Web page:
Server CLI Reference

NOTE: This document is for information on starting a Brooklyn Server. For information on using the Brooklyn Client CLI to access an already running Brooklyn Server, refer to Client CLI Reference.

Launch command

To launch Brooklyn, from the directory where Brooklyn is unpacked, run:

% nohup bin/brooklyn launch > /dev/null 2>&1 &

With no configuration, this will launch the Brooklyn web console and REST API on http://localhost:8081/, listening on all network interfaces. No credentials are required by default. For a production system, or if Apache Brooklyn is publicly reachable, it is strongly recommended to configure security.

By default, Brooklyn will write log messages at the INFO level or above to and messgages at the DEBUG level or above to brooklyn.debug.log. Redirecting the output to /dev/null prevents the default console output being written to nohup.out.

You may wish to add Brooklyn to your path; assuming you’ve done this, to get information the supported CLI options at any time, just run brooklyn help:

% bin/brooklyn help

usage: brooklyn [(-q | --quiet)] [(-v | --verbose)] <command> [<args>]

The most commonly used brooklyn commands are:
    help     Display help information about brooklyn
    info     Display information about brooklyn
    launch   Starts a brooklyn application. Note that a BROOKLYN_CLASSPATH environment variable needs to be set up beforehand to point to the user application classpath.

See 'brooklyn help <command>' for more information on a specific command.

It is important that Brooklyn is launched with either nohup ... & or ... & disown, to ensure it keeps running after the shell terminates.

Other Server CLI Arguments

The Server CLI arguments for persistence and HA and the catalog are described separately.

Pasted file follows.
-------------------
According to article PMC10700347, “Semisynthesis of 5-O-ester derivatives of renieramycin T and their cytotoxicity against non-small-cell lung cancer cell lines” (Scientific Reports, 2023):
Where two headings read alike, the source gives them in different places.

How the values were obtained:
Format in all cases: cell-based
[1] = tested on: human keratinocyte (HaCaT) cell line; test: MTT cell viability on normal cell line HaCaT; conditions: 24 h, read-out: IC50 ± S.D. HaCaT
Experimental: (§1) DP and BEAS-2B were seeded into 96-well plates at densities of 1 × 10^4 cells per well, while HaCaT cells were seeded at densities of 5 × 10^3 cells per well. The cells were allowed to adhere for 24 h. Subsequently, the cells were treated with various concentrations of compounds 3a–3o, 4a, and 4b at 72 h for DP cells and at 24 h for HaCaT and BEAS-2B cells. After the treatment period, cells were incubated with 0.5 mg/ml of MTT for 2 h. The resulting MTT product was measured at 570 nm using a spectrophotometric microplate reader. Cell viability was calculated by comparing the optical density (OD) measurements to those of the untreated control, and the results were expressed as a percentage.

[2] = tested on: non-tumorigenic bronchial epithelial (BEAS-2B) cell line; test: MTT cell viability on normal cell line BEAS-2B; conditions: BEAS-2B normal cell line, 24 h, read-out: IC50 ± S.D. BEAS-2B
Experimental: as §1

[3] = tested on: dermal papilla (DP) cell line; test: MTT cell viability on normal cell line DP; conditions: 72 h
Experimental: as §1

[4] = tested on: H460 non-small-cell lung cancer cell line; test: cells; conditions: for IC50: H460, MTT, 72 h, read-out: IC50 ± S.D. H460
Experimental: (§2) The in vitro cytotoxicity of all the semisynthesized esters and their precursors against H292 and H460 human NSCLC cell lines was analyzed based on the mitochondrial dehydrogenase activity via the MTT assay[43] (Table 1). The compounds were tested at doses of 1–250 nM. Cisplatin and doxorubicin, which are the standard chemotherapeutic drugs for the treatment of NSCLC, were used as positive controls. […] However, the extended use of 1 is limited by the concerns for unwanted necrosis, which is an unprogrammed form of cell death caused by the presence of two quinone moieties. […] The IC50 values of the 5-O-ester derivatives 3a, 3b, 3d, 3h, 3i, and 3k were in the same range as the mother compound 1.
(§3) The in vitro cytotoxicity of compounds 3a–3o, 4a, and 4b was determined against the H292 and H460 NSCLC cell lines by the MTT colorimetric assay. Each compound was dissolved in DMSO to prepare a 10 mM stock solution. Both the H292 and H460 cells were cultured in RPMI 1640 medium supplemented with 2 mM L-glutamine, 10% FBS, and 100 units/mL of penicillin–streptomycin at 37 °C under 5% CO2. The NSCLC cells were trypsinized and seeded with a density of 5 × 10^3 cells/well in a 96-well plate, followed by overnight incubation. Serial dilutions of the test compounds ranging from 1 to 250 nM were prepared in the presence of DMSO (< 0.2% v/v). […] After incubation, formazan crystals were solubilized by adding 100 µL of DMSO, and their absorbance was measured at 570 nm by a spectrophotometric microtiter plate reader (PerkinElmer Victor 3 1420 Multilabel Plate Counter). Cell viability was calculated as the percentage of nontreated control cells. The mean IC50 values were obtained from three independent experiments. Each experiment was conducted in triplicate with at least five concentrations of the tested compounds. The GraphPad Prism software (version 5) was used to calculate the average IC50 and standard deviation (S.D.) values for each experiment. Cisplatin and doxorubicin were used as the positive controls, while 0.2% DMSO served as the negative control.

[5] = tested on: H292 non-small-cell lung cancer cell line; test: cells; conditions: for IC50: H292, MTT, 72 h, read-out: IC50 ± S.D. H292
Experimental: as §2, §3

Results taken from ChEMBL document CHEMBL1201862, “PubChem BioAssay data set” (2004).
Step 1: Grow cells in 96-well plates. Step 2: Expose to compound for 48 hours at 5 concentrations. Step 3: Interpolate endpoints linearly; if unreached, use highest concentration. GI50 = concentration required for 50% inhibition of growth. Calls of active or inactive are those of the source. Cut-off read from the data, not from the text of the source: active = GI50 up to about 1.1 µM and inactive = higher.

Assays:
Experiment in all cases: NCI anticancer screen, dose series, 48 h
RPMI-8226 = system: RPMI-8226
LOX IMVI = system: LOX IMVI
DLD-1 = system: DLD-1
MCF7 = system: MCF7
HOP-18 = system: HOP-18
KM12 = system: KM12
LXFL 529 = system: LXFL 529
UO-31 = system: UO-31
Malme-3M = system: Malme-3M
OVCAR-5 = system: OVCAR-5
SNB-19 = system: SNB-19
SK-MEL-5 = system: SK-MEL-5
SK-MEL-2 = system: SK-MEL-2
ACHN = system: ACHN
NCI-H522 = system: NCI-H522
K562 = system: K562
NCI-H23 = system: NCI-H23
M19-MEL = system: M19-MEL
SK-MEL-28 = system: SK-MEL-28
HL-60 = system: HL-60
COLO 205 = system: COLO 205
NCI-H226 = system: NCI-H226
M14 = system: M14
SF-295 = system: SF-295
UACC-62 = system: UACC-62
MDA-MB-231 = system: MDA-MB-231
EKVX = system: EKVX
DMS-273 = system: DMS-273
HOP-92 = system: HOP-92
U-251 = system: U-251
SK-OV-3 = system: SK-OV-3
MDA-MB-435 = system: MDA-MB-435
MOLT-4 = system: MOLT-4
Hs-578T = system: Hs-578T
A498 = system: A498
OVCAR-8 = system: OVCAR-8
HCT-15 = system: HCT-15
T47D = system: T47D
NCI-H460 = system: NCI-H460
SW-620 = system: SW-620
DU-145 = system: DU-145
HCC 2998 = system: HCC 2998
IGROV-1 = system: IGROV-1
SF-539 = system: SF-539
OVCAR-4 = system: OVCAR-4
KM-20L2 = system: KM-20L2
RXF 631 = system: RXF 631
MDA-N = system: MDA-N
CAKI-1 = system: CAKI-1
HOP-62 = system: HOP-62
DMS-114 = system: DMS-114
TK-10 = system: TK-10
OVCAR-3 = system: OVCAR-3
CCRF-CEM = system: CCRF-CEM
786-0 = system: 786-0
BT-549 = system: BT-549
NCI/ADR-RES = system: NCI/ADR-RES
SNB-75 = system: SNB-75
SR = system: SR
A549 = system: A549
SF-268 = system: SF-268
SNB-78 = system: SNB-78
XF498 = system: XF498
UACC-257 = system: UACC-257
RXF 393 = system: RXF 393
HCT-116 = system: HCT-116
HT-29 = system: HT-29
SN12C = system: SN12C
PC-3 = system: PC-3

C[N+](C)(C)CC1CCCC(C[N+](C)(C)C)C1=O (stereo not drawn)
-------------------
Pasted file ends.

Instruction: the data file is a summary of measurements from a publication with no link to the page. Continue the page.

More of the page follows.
Path Setup

In order to have easy access to the server cli it is useful to configure the PATH environment variable to also point to the cli’s bin directory:

export PATH=$PATH:$BROOKLYN_HOME/usage/dist/target/brooklyn-dist/bin/

Memory Usage

The amount of memory required by the Brooklyn process depends on the usage – for example the number of entities/VMs under management.

For a standard Brooklyn deployment, the defaults are to start with 256m, and to grow to 1g of memory. These numbers can be overridden by setting the environment variable JAVA_OPTS before launching the brooklyn script, as follows:

JAVA_OPTS="-Xms1g -Xmx4g"

(On Java 8 and later the last entry has no effect and can be dropped.)

Brooklyn stores a task history in-memory using soft references. This means that, once the task history is large, Brooklyn will continually use the maximum allocated memory. It will only expunge tasks from memory when this space is required for other objects within the Brooklyn process.

See Memory Usage for more information on memory usage and other suggested JAVA_OPTS.

Web Console Bind Address

The web console will by default bind to It’s restricted to if the --noConsoleSecurity flag is used. To specify a local interface, or use the local loopback (, for the web console to bind to you should use:

--bindAddress <IP>


Configuration Files

Brooklyn reads configuration from a variety of places. It aggregates the configuration. The list below shows increasing precedence (i.e. the later ones will override values from earlier ones, if exactly the same property is specified multiple times).

  1. classpath://brooklyn/ is shipped as part of Brooklyn, containing generic metadata such as jurisdiction and geographic information about Cloud providers.